Plantronics Discovery 655
- AAA battery charger, Lightweight design, Ear clip looks discrete, Good quality audio
- Battery life without AAA battery could be better
The Plantronics 655 is a brilliant hands-free kit for mobile professionals, combining good sound quality and a discrete design, and with added battery life from a AAA battery adapater.
Price$ 179.00 (AUD)
Another of Plantronics' latest Bluetooth hands-free kits, the Discovery 655 is a great device for those who are regularly on the road. It's very similar to the Discovery 665, but its increased battery life, and the fact that it can be charged by using its extremely handy AAA battery adapter, make it the ultimate solution for the mobile professional.
The best thing about this unit is its charging capability. Plantronics has thought of everything with this package. In the box you get a standard AC adapter, as well as a USB dongle for charging via a notebook or PC. However, the real gem is the included charging cradle that supports a AAA battery. It's brilliant for those who are regularly away from AC power as it allows a user to carry a small stockpile of batteries so that the unit can be charged anywhere.
When running while connected to this adapter, the unit can supply 10 hours of talk time, which is huge compared to the average of six or seven hours that we typically see. However, without the cradle, Plantronics quotes a talk time of only 3.5 hours and 80 hours of standby time.
The other feature of the 655 that Plantronics is heavily marketing is its vibrating function. When docked in the nifty pocket sleeve, the unit will vibrate upon receiving an incoming call. This is a pretty funky feature that means you can have your hands-free connected to your mobile and be listening to music without missing a call.
In our tests, the 655 produced good audio quality, during incoming and outgoing calls. Callers reported the voice quality to be crisp and clear. While a little more volume on the incoming audio would be welcomed, it's satisfactory for most uses.
As with the other models in this series, the controls and the interface are extremely basic. Almost everything is done using the main control button. This includes answering and ending calls, rejecting them and bouncing them between the phone and headset. The only other buttons are for controlling the volume.
Just like the Discovery 665, the 655 doesn't have a compulsory ear clip (although one is included in the package). Instead, it's supported by a rubber clip as it slips into your ear canal. It weighs only 9g and this is perfectly comfortable. It makes the 655 a great unit to use as you can slip it in and out with no hassle. This also makes it less conspicuous than most other hands-free kits on the market, which is a boon considering how strange some older models look. Several ear pieces are provided, so you can tailor the fit to the shape of your ears.
The design of the 655 is slim and stylish, with an angular black and silver body that looks quite modern. There is also a small LED ring around the control button that changes colour to indicate whether the kit is paired or in pairing mode.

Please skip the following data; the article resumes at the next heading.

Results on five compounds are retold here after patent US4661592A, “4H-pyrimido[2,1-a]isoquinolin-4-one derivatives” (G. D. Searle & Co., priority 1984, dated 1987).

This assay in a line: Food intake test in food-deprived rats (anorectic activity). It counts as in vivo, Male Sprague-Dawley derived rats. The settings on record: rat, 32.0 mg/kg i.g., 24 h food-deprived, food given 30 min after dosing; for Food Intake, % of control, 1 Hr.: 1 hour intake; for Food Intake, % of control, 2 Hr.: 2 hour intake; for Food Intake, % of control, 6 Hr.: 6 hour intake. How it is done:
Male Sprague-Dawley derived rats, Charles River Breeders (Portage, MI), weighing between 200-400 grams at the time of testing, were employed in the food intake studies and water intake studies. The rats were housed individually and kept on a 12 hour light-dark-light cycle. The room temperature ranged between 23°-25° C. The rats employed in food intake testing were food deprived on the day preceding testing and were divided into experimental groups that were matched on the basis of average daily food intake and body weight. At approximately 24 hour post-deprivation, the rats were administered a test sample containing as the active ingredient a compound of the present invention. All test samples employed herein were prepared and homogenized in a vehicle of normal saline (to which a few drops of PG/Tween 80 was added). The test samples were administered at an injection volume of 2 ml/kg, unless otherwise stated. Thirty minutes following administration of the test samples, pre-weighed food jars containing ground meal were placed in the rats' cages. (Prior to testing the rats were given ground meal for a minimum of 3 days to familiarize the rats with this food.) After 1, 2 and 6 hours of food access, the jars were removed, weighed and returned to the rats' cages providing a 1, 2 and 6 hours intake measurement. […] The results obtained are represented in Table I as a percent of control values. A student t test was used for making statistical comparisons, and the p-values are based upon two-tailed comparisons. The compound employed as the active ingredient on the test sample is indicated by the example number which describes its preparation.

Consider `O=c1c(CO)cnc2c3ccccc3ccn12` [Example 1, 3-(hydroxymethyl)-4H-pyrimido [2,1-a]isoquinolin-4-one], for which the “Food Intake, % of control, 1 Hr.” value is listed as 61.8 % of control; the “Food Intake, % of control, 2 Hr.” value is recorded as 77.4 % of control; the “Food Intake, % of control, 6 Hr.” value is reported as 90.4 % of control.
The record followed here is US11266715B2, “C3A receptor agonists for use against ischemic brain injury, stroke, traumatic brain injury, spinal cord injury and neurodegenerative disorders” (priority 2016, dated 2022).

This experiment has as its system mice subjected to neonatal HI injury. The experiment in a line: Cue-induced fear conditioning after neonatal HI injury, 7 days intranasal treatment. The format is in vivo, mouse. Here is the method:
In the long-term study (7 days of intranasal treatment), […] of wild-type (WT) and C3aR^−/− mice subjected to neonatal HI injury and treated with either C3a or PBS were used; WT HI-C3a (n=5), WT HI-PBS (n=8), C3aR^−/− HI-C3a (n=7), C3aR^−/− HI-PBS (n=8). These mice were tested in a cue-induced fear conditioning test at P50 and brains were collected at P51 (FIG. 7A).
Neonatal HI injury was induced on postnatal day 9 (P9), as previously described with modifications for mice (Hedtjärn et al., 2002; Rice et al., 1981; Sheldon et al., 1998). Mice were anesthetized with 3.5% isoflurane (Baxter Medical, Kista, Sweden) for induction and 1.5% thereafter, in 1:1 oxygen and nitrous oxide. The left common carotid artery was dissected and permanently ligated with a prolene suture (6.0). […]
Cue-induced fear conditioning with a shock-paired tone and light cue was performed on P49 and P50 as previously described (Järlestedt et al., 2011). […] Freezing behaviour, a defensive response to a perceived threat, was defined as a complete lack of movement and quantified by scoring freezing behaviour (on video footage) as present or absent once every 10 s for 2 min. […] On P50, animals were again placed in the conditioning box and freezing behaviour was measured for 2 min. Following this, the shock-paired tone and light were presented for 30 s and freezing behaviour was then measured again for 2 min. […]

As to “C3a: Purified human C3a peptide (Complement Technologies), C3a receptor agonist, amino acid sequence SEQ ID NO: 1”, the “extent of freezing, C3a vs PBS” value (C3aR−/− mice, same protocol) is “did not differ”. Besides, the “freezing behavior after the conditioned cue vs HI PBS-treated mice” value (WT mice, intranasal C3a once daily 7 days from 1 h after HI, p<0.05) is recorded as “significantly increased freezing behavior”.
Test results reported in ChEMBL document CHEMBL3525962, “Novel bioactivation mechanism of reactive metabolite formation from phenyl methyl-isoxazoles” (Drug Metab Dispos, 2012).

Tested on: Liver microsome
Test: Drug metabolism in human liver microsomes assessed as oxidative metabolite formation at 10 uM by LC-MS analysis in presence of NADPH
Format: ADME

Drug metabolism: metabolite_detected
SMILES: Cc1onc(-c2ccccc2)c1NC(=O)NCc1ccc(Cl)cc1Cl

Join the PC World newsletter!
Gadgets & Things
Most Popular Reviews
- 1 Finally! LG OLED TV 2016 range review
- 2 Google Daydream View VR full, in-depth review
- 3 Google Pixel XL full, in-depth smartphone review: Phones just got smarter
- 4 Apple iPhone 7 Plus review: including Portrait Mode
- 5 MSI GS70 laptop review
Latest News Articles
- Google releases Android 7.1.1 images for Pixel and Nexus devices
- Lenovo promises 12 new Moto Mod add-ons per year
- The Samsung Galaxy Note7's extreme thinness may be behind battery explosions
- Random iPhone 6s shutdowns due to faulty battery component, Apple says
- What happens when you send a text message to a landline telephone?
GGG Evaluation Team
First impression on unpacking the Q702 test unit was the solid feel and clean, minimalist styling.
For work use, Microsoft Word and Excel programs pre-installed on the device are adequate for preparing short documents.
The Fujitsu LifeBook UH574 allowed for great mobility without being obnoxiously heavy or clunky. Its twelve hours of battery life did not disappoint.
The screen was particularly good. It is bright and visible from most angles, however heat is an issue, particularly around the Windows button on the front, and on the back where the battery housing is located.
My first impression after unboxing the Q702 is that it is a nice looking unit. Styling is somewhat minimalist but very effective. The tablet part, once detached, has a nice weight, and no buttons or switches are located in awkward or intrusive positions.
- The top 10 best and worst tech gadgets and products of 2016
- TV of the year award 2016
- Best phone of the year 2016
- What's the difference between an Intel Core i3, i5 and i7?
- Laser vs. inkjet printers: which is better?
- CCAPI DeveloperQLD
- CCCapacity and Performance AnalystVIC
- CCProject ManagerNSW
- CCWeb DesignerNSW
- CCFacilities Coordinator - Multiple RolesVIC
- FTSoftware Sales & BDMNSW
- FTWinforms Developer - European Integration ProgramNSW
- CCMainframe Developer (with ASP.NET)VIC
- CCSenior Performance Test AnalystQLD
- CCChange ManagerNSW
- CCSales Support AssociateNSW
- TPSolution Architect | HRISQLD
- FTBusiness Development Manager | Digital MarketNSW
- CCWeb Analytics Specialist | 6 month contractNSW
- CCDesktop Support EngineerNSW
- FTPerformance TesterNSW
- TPFrontend DeveloperNSW
- CCSAP PM/ MRS ConsultantVIC
- CCWindows 365 Engineer - start ASAPNSW
- TPSenior Project Manager - Retail BankingNSW
- FTDevelopment Manager / Engineering Manager - Canberra RoleACT
- CCSenior Software Engineer - C/C++NSW
- CCProject Coordinator / Specialist / Analyst - Finance - Contract - Sydney CBDNSW
- FTBusiness Analyst - SQLNSW
- TPProject Coordinator. Business Process Improvement ProgramNSW